How has SRD II changed say on pay in Europe?
The Shareholder Rights Directive II (SRD II) handed European investors greater say over executive compensation.
Under the rules, investors have a vote on both the remuneration policy and the remuneration report, which for some European markets represents a wholesale shift in corporate accountability over pay.
Below, Aniel Mahabier, CEO at CGLytics, a data and research firm focused on corporate governance, discusses how the directive has altered remuneration votes across Europe, and what changes are still to come.
How is SRD II changing the landscape of say on pay across European markets?
I break them into a few buckets. You have markets in Europe where there were no pre-existing legal requirements before SRD II on shareholder votes related to executive remuneration. A couple of examples are Austria, Luxembourg, Poland and Finland. Then you have another bucket where we’ll see some material changes on top of the existing say-on-pay regulation. Those markets [include] Denmark, Germany, the Netherlands and Sweden.
What are some specific examples of the way SRD II is being implemented?
One market where the rules have become stricter is France. One of the material changes is that the remuneration report will be a binding vote. Also, in the past you could isolate and vote against a [specific] director’s pay. Now you are essentially voting against the whole slate of directors.
In the Dutch market, they put a requirement in the corporate governance code that at least 75 percent of the vote [for the remuneration policy] has to be approved by shareholders. And companies also have to explain how the board accounts for ‘social acceptance’ and the advice of the workers’ council when putting together the policy. So additional layers are being put on SRD II for that market.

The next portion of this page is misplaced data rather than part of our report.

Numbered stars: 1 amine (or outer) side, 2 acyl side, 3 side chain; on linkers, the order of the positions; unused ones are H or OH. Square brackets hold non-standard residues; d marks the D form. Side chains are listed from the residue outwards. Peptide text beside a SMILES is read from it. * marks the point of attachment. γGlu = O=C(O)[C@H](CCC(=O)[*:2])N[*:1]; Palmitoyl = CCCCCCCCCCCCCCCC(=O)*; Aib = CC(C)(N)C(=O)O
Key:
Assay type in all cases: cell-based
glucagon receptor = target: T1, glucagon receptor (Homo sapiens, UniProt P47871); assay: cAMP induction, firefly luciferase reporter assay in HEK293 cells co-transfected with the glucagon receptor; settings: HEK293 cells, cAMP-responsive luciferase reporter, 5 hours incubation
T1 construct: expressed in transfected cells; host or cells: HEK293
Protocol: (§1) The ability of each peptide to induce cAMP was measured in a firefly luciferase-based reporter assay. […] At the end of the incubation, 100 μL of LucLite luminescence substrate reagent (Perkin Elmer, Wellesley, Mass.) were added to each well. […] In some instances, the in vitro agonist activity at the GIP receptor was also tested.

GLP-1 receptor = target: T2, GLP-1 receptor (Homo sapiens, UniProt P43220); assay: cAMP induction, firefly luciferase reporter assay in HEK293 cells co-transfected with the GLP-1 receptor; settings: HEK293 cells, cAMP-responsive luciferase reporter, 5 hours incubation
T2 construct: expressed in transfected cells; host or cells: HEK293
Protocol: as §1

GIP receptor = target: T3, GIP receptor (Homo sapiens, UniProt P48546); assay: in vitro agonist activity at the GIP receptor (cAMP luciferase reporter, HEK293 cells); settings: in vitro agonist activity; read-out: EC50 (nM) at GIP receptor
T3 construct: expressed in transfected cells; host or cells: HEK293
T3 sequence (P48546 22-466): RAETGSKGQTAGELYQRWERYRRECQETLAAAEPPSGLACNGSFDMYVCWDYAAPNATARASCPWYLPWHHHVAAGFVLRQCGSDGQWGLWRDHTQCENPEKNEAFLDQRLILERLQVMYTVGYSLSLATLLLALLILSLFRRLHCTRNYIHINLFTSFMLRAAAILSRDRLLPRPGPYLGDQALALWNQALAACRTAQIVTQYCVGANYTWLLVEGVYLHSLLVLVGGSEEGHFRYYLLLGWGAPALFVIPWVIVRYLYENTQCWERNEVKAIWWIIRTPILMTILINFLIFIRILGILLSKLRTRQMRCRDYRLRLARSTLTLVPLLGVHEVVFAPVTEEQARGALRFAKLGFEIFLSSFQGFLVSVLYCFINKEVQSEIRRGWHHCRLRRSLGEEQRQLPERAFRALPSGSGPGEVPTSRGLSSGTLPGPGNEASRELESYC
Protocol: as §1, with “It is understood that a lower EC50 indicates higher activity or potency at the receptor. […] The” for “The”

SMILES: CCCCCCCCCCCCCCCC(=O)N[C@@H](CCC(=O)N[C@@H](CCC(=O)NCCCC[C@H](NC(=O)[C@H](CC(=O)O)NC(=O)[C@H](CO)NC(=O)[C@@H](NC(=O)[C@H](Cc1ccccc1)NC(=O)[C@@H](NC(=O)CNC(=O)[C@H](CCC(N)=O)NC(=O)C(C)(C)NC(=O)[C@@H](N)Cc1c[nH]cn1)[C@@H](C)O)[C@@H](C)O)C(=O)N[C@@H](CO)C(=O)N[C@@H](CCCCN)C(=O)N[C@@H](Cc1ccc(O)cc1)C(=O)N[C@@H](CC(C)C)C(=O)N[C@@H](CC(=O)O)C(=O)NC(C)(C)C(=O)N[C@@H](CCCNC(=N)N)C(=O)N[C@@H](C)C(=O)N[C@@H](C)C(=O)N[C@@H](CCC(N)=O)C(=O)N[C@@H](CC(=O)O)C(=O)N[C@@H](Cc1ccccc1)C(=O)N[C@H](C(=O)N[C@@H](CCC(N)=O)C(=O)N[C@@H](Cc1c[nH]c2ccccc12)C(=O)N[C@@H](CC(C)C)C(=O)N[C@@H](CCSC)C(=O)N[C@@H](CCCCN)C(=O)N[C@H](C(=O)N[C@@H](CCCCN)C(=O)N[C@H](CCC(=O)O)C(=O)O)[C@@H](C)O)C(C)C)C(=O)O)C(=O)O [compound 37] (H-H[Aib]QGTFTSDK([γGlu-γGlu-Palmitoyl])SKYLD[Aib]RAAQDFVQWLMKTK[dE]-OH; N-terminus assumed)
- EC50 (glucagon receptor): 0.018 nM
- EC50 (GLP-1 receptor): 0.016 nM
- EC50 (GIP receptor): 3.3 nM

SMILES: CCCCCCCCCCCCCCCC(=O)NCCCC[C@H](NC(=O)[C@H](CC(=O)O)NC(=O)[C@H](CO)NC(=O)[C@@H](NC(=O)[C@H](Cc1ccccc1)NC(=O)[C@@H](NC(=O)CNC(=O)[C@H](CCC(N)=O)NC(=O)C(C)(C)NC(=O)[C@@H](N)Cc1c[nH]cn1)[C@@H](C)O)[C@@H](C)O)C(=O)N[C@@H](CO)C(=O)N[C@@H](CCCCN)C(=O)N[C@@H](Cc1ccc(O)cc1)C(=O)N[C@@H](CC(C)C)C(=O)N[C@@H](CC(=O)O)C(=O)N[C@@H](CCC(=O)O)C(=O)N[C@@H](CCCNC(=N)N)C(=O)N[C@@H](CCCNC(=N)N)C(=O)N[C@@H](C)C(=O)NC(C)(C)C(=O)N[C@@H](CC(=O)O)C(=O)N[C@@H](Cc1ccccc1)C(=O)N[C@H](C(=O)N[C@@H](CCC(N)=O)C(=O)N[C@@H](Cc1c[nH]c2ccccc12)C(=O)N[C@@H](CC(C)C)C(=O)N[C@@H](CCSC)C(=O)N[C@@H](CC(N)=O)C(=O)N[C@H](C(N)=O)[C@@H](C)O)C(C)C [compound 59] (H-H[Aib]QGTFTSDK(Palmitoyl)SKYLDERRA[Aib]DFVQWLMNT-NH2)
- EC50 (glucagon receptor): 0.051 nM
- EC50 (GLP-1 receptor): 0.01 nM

What future changes can we expect to executive remuneration stemming from SRD II?
The big one would be in how pay is structured: what the components are, particularly focusing on long-term incentives. With SRD II, there’s also a focus on ESG, making sure that it is more present in company disclosure, in terms of what companies are doing but also in the non-financial metrics of a remuneration plan. We’ve already seen a shift in the market where companies have started to look much more into ESG metrics linked to remuneration practices of directors and executives. Going forward, we’ll see more pressure coming from investors to see ESG metrics in executives’ KPIs.
How has the Covid-19 pandemic affected this debate?
ESG was something that in the past was a nice-to-have for corporates. What the recent pandemic highlighted is the urgency of having a sound ESG practice in companies and holding executives accountable for the execution of that. We see from our engagements with corporates… that they want to understand what’s best practice from an ESG KPI perspective. What are companies doing in their sector? Should they consider, in the upcoming season, incorporating similar types of KPIs?
What other impacts will SRD II have on how companies approach executive compensation?
With SRD II, it’s becoming much more important that companies show their executive pay practices are very much aligned with their company performance and long-term value creation. They need to disclose that in their reports, looking back five years at how the company performed and how the pay of executives evolved. Investors have always been focused on this topic. But in the upcoming season, with companies disclosing that, we’ll see more scrutiny.